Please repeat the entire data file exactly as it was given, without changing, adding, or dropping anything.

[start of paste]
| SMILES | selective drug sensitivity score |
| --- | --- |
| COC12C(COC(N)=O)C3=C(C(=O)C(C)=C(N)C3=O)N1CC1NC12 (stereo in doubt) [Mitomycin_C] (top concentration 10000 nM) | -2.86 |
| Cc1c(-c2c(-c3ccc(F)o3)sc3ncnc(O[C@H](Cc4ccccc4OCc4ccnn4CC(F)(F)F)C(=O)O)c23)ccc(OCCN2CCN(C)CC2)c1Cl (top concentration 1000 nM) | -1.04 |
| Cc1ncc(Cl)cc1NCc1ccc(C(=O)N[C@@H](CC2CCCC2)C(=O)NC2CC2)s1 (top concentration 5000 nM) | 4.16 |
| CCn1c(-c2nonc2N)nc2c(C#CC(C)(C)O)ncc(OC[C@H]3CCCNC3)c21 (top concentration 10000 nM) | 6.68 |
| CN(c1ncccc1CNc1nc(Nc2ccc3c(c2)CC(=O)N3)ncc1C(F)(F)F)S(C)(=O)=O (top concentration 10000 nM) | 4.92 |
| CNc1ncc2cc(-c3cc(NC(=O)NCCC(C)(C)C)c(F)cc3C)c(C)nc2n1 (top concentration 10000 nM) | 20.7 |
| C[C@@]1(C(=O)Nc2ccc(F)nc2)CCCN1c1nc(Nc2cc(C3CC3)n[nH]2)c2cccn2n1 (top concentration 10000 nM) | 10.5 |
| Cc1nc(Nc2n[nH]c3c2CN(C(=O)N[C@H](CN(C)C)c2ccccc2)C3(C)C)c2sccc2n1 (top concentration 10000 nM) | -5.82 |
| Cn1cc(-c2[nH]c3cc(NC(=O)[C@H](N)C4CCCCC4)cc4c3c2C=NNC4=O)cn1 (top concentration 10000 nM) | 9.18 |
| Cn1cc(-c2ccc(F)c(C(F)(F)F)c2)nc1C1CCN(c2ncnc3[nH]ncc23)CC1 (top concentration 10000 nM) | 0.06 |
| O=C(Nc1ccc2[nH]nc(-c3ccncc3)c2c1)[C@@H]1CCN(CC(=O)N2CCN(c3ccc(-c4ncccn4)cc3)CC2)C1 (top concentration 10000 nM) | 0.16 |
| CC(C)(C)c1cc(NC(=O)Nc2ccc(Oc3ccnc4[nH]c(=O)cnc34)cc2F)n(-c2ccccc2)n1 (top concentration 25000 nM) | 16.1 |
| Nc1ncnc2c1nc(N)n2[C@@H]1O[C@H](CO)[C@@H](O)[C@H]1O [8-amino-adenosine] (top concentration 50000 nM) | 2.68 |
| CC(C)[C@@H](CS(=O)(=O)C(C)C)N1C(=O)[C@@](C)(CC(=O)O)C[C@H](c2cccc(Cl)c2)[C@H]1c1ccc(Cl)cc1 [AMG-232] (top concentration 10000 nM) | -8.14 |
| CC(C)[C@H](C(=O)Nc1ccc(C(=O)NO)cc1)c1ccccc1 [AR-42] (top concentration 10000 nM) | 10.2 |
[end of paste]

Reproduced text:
| SMILES | selective drug sensitivity score |
| --- | --- |
| COC12C(COC(N)=O)C3=C(C(=O)C(C)=C(N)C3=O)N1CC1NC12 (stereo in doubt) [Mitomycin_C] (top concentration 10000 nM) | -2.86 |
| Cc1c(-c2c(-c3ccc(F)o3)sc3ncnc(O[C@H](Cc4ccccc4OCc4ccnn4CC(F)(F)F)C(=O)O)c23)ccc(OCCN2CCN(C)CC2)c1Cl (top concentration 1000 nM) | -1.04 |
| Cc1ncc(Cl)cc1NCc1ccc(C(=O)N[C@@H](CC2CCCC2)C(=O)NC2CC2)s1 (top concentration 5000 nM) | 4.16 |
| CCn1c(-c2nonc2N)nc2c(C#CC(C)(C)O)ncc(OC[C@H]3CCCNC3)c21 (top concentration 10000 nM) | 6.68 |
| CN(c1ncccc1CNc1nc(Nc2ccc3c(c2)CC(=O)N3)ncc1C(F)(F)F)S(C)(=O)=O (top concentration 10000 nM) | 4.92 |
| CNc1ncc2cc(-c3cc(NC(=O)NCCC(C)(C)C)c(F)cc3C)c(C)nc2n1 (top concentration 10000 nM) | 20.7 |
| C[C@@]1(C(=O)Nc2ccc(F)nc2)CCCN1c1nc(Nc2cc(C3CC3)n[nH]2)c2cccn2n1 (top concentration 10000 nM) | 10.5 |
| Cc1nc(Nc2n[nH]c3c2CN(C(=O)N[C@H](CN(C)C)c2ccccc2)C3(C)C)c2sccc2n1 (top concentration 10000 nM) | -5.82 |
| Cn1cc(-c2[nH]c3cc(NC(=O)[C@H](N)C4CCCCC4)cc4c3c2C=NNC4=O)cn1 (top concentration 10000 nM) | 9.18 |
| Cn1cc(-c2ccc(F)c(C(F)(F)F)c2)nc1C1CCN(c2ncnc3[nH]ncc23)CC1 (top concentration 10000 nM) | 0.06 |
| O=C(Nc1ccc2[nH]nc(-c3ccncc3)c2c1)[C@@H]1CCN(CC(=O)N2CCN(c3ccc(-c4ncccn4)cc3)CC2)C1 (top concentration 10000 nM) | 0.16 |
| CC(C)(C)c1cc(NC(=O)Nc2ccc(Oc3ccnc4[nH]c(=O)cnc34)cc2F)n(-c2ccccc2)n1 (top concentration 25000 nM) | 16.1 |
| Nc1ncnc2c1nc(N)n2[C@@H]1O[C@H](CO)[C@@H](O)[C@H]1O [8-amino-adenosine] (top concentration 50000 nM) | 2.68 |
| CC(C)[C@@H](CS(=O)(=O)C(C)C)N1C(=O)[C@@](C)(CC(=O)O)C[C@H](c2cccc(Cl)c2)[C@H]1c1ccc(Cl)cc1 [AMG-232] (top concentration 10000 nM) | -8.14 |
| CC(C)[C@H](C(=O)Nc1ccc(C(=O)NO)cc1)c1ccccc1 [AR-42] (top concentration 10000 nM) | 10.2 |